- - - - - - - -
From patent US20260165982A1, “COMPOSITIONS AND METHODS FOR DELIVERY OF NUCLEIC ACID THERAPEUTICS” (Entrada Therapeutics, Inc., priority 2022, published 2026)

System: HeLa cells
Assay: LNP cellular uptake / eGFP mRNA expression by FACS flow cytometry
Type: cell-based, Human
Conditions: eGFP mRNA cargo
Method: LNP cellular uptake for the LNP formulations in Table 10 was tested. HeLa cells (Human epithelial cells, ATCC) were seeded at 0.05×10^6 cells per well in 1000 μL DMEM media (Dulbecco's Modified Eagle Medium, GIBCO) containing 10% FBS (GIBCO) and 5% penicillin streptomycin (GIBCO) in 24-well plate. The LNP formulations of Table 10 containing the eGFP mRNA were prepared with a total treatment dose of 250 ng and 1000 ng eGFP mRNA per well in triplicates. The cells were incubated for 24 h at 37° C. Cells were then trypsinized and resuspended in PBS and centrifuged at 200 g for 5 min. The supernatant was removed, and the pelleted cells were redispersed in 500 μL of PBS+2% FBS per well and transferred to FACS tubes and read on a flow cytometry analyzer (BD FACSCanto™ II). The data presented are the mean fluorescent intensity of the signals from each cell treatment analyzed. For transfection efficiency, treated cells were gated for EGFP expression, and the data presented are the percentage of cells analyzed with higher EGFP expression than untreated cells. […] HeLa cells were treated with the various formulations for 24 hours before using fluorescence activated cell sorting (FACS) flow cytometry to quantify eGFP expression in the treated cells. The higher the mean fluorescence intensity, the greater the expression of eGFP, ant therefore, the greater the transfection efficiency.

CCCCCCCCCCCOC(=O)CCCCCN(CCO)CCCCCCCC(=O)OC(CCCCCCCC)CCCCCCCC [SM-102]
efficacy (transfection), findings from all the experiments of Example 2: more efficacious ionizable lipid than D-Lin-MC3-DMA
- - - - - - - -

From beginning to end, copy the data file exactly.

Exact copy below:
From patent US20260165982A1, “COMPOSITIONS AND METHODS FOR DELIVERY OF NUCLEIC ACID THERAPEUTICS” (Entrada Therapeutics, Inc., priority 2022, published 2026)

System: HeLa cells
Assay: LNP cellular uptake / eGFP mRNA expression by FACS flow cytometry
Type: cell-based, Human
Conditions: eGFP mRNA cargo
Method: LNP cellular uptake for the LNP formulations in Table 10 was tested. HeLa cells (Human epithelial cells, ATCC) were seeded at 0.05×10^6 cells per well in 1000 μL DMEM media (Dulbecco's Modified Eagle Medium, GIBCO) containing 10% FBS (GIBCO) and 5% penicillin streptomycin (GIBCO) in 24-well plate. The LNP formulations of Table 10 containing the eGFP mRNA were prepared with a total treatment dose of 250 ng and 1000 ng eGFP mRNA per well in triplicates. The cells were incubated for 24 h at 37° C. Cells were then trypsinized and resuspended in PBS and centrifuged at 200 g for 5 min. The supernatant was removed, and the pelleted cells were redispersed in 500 μL of PBS+2% FBS per well and transferred to FACS tubes and read on a flow cytometry analyzer (BD FACSCanto™ II). The data presented are the mean fluorescent intensity of the signals from each cell treatment analyzed. For transfection efficiency, treated cells were gated for EGFP expression, and the data presented are the percentage of cells analyzed with higher EGFP expression than untreated cells. […] HeLa cells were treated with the various formulations for 24 hours before using fluorescence activated cell sorting (FACS) flow cytometry to quantify eGFP expression in the treated cells. The higher the mean fluorescence intensity, the greater the expression of eGFP, ant therefore, the greater the transfection efficiency.

CCCCCCCCCCCOC(=O)CCCCCN(CCO)CCCCCCCC(=O)OC(CCCCCCCC)CCCCCCCC [SM-102]
efficacy (transfection), findings from all the experiments of Example 2: more efficacious ionizable lipid than D-Lin-MC3-DMA